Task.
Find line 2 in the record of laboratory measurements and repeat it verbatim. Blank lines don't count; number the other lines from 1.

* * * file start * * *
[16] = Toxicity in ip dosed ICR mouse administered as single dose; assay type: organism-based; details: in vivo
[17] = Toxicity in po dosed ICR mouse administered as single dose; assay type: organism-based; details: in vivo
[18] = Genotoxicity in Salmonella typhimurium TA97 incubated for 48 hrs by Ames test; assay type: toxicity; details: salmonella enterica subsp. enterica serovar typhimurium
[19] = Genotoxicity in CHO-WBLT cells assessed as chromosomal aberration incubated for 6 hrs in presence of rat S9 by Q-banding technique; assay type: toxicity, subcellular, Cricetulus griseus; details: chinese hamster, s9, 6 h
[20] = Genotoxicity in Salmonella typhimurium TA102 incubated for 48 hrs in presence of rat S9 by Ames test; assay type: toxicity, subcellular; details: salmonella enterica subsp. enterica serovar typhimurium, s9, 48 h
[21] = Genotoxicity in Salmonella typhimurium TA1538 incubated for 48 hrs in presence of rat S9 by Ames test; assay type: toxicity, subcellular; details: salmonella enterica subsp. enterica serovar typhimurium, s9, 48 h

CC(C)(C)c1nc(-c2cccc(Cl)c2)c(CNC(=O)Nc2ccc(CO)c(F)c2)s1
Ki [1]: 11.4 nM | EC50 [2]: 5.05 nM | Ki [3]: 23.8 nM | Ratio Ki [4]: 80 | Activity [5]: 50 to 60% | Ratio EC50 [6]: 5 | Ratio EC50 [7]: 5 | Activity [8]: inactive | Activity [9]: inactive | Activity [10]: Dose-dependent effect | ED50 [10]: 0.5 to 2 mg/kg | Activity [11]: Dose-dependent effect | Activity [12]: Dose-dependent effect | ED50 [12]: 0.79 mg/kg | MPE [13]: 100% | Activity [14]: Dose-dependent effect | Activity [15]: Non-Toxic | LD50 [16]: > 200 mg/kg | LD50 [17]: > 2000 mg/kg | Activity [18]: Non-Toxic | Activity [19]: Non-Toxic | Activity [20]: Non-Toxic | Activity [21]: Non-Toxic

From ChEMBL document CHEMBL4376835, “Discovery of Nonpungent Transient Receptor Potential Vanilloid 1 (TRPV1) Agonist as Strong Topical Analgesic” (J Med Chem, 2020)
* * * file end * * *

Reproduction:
[17] = Toxicity in po dosed ICR mouse administered as single dose; assay type: organism-based; details: in vivo